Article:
In this short book we, Open Privacy, will document our investigations into Fuzzy Message Detection, including extensions to the proposed scheme and simulation results when modelling realistic deployments.

# Introduction to Fuzzytags

Anonymous messaging systems (and other privacy-preserving applications) often require a mechanism for one party to learn that another party has messaged them.

Many schemes rely on a bandwidth-intensive "download everything and attempt-decryption" approach. Others rely on a trusted 3rd party, or non-collusion assumptions, to provide a "private" service.

It would be awesome if we could get an **untrusted**, **adversarial** server to do the work for us without compromising metadata-resistance!

**fuzzytags** is an experimental probabilistic cryptographic tagging structure to do just that!

Specifically **fuzzytags** provides the following properties:

- Correctness: Valid tags constructed for a specific public key will always validate when tested using a derived detection key.
- Fuzziness: Tags will produce false positives with probability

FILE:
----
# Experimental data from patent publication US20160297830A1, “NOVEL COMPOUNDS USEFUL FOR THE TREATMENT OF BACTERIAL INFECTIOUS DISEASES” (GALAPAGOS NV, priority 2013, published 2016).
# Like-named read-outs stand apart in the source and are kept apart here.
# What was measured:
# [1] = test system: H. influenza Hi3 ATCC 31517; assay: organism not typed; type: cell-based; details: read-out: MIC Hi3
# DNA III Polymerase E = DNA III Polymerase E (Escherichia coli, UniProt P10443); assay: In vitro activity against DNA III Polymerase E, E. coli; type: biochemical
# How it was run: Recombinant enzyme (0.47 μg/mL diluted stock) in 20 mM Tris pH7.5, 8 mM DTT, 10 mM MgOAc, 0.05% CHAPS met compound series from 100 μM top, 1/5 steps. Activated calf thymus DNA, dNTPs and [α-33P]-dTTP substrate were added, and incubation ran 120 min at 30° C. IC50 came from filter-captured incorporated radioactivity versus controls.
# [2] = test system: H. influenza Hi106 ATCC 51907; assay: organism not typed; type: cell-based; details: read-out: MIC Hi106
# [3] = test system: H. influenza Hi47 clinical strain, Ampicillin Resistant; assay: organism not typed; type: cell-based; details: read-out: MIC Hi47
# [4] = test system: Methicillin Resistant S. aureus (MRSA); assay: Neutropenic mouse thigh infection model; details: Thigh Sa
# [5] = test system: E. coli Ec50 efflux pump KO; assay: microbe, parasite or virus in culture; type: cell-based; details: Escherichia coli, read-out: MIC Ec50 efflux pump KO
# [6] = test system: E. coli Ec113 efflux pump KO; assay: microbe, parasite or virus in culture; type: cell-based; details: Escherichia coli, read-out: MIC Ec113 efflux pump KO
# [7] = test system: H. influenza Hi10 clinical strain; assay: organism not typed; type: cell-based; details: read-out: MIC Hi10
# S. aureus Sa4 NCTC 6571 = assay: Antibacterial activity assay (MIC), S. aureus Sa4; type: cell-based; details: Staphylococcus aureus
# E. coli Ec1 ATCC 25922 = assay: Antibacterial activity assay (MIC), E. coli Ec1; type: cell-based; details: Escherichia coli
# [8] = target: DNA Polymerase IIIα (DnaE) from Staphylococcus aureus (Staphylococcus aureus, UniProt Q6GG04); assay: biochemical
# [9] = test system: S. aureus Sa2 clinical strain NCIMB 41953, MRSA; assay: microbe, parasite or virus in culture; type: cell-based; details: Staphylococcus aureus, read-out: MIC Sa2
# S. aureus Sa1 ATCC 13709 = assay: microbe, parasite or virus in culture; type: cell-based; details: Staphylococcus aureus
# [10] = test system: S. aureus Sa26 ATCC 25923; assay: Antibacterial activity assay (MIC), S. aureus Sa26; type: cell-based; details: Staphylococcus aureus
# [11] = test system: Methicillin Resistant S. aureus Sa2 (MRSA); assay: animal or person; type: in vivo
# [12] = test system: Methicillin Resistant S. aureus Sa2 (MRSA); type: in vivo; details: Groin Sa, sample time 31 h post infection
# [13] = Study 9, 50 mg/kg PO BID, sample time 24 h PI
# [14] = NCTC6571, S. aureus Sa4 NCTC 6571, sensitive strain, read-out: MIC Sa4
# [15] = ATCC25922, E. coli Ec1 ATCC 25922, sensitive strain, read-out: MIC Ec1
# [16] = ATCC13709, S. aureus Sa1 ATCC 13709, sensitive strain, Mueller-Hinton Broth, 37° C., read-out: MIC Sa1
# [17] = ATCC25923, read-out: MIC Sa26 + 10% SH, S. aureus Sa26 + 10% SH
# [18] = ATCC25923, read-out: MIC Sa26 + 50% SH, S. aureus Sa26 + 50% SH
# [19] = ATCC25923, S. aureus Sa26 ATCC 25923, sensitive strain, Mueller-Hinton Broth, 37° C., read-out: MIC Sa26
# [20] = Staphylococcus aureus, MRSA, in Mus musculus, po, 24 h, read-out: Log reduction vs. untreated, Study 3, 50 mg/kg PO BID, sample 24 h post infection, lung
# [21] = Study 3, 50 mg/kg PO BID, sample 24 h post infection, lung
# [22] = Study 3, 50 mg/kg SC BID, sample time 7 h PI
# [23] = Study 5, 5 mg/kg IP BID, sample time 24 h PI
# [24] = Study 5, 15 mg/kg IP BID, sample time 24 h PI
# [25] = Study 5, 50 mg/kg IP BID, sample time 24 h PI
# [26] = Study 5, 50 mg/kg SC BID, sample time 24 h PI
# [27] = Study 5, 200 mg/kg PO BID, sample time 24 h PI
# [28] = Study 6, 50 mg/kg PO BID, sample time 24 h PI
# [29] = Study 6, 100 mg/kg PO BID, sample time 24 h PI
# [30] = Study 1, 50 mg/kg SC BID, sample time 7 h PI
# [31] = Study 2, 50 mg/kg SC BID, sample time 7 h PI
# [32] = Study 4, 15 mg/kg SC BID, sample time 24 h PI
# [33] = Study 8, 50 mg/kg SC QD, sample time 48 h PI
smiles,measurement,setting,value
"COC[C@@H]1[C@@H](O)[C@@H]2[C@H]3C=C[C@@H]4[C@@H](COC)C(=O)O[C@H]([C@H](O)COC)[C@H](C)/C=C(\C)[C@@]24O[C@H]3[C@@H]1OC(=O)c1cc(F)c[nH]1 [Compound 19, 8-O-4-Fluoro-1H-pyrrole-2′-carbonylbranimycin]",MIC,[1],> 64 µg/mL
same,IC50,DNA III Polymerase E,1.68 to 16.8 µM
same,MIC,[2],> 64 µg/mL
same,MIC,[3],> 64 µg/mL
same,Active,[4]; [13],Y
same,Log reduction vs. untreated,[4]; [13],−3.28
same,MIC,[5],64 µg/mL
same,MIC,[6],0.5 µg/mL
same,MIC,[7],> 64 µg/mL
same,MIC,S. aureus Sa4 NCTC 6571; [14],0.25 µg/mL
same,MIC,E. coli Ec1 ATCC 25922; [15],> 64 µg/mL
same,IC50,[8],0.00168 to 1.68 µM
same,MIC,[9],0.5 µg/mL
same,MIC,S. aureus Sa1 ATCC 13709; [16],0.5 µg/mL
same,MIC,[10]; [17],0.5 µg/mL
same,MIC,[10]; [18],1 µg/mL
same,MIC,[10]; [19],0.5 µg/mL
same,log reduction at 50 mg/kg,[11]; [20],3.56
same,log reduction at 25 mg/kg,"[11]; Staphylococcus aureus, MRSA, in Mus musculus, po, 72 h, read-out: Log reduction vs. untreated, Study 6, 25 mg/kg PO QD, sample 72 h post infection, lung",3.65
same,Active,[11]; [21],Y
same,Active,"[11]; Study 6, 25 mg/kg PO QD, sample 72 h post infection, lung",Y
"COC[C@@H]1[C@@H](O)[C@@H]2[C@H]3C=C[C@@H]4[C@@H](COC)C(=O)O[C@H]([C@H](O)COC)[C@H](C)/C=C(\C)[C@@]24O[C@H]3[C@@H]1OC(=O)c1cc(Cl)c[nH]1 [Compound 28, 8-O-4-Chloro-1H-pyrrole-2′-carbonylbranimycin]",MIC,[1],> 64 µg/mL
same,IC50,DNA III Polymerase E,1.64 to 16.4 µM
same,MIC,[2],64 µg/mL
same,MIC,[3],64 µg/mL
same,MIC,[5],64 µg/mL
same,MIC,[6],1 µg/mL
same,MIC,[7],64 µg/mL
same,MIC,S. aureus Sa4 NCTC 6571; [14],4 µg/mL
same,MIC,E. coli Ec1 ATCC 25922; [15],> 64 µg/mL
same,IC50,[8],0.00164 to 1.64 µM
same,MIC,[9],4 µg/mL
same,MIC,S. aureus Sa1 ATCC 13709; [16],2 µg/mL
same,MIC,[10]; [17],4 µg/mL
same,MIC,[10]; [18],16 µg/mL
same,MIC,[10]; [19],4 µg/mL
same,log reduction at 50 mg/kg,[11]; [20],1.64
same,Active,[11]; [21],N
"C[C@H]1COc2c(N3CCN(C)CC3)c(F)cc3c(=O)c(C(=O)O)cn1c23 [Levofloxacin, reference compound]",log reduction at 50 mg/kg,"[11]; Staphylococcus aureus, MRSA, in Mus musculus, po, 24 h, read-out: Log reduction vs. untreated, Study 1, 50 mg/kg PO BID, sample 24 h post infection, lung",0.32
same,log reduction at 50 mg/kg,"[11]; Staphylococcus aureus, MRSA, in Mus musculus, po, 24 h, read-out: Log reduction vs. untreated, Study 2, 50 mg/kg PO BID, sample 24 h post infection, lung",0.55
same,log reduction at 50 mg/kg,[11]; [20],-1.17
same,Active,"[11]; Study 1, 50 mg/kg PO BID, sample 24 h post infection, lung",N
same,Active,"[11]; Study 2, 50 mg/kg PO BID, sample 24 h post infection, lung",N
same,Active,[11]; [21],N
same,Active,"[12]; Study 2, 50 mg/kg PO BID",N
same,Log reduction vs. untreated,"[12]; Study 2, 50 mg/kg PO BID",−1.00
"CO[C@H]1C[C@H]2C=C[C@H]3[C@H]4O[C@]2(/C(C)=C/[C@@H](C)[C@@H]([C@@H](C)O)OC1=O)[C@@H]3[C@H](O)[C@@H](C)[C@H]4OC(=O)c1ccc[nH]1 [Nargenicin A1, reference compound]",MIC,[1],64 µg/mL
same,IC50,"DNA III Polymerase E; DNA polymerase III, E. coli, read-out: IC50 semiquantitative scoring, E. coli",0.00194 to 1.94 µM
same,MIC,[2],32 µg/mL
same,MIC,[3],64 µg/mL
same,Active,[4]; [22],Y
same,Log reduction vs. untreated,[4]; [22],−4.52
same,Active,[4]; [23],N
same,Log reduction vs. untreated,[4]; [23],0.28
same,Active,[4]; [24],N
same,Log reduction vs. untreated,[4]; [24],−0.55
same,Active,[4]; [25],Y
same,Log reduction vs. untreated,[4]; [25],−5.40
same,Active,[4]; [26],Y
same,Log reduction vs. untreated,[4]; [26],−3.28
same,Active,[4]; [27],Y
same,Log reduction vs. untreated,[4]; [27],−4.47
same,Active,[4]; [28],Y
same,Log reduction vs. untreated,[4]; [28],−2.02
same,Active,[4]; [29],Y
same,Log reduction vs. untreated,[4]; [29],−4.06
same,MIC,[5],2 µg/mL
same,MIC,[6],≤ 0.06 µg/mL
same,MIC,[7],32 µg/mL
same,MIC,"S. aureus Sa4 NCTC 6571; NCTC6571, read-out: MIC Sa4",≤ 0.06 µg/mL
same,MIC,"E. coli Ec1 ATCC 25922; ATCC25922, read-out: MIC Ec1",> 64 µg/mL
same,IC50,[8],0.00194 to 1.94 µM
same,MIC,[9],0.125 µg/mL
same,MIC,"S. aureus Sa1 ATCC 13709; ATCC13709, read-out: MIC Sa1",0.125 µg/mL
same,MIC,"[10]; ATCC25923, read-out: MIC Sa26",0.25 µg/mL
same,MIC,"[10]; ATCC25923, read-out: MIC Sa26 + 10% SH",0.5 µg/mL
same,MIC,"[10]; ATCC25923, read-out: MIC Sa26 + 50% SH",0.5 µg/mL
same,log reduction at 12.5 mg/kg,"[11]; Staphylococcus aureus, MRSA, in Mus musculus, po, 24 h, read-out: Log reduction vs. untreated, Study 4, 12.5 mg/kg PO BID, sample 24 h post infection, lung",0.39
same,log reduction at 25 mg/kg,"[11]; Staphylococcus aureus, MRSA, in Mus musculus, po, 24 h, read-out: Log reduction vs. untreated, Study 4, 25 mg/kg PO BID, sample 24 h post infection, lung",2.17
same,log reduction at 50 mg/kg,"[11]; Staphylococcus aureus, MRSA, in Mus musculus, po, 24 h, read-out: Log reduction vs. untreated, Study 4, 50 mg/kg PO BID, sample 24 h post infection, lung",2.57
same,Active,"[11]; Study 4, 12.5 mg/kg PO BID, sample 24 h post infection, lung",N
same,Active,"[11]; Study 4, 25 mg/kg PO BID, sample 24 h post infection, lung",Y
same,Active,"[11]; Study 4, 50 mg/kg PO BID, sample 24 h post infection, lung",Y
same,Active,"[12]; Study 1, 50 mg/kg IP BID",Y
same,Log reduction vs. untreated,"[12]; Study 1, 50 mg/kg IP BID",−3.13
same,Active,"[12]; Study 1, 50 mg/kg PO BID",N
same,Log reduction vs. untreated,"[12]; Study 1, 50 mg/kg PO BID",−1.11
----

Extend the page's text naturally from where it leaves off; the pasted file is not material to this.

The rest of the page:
*p*related to the security property (*γ*) when tested against detection keys they were not intended for. - Security: An adversarial server with access to the detection key
**is unable to distinguish false positives from true positives**. (Detection Ambiguity)

## Formally

For an in depth analysis see the origin paper Fuzzy Message Detection by Gabrielle Beck and Julia Len and Ian Miers and Matthew Green.

Note, that paper uses multiplicative notation, throughout this book we will use additive notation.

All parties in the fuzzy tag system derive an ordered set of $γ$ secret keys $x$ and a public key $X={x_{i}G:∀x_{i}∈x}$

A fuzzytag consists of:

- a ciphertext, $c$, of length $γ$,
- a group element: $U=rG$, where $r$ is a random scalar.
- and, a scalar: $y=r_{−1}×(z−m)$ where $z$ is another random scalar, and $m$ is a scalar derived from the output of a hash function over $u$ and the $c$.

The ciphertext is obtained by constructing a key $k={k_{i}=H(U∣∣rX_{i}∣∣w)∀i∈X)}$ and calculating $c=k⊕1$

Checking a text is done over a detection key $d$ of length $n$ where $d=x_{0…n}$, this detection key can be given to an adversarial server to perform filtering.

$k$ is recalculated by first deriving $w$ using $u$ and $y$ and then calculating ${k_{i}=H(U∣∣x_{i}U∣∣w)∀i∈x)}$ and the plaintext is recovered $p =k⊕c$ and compared to $1$.

### Additional Checks

We perform the following additional checks when verifying a tag:

- Discard tags that would validate for every single public key.
- We assert that $U$ is not the identity element.
- We assert that $y=0$

- Reject tags intended for different setups:
- We include $γ$ in the input to both the $H$ and $G$ hash functions.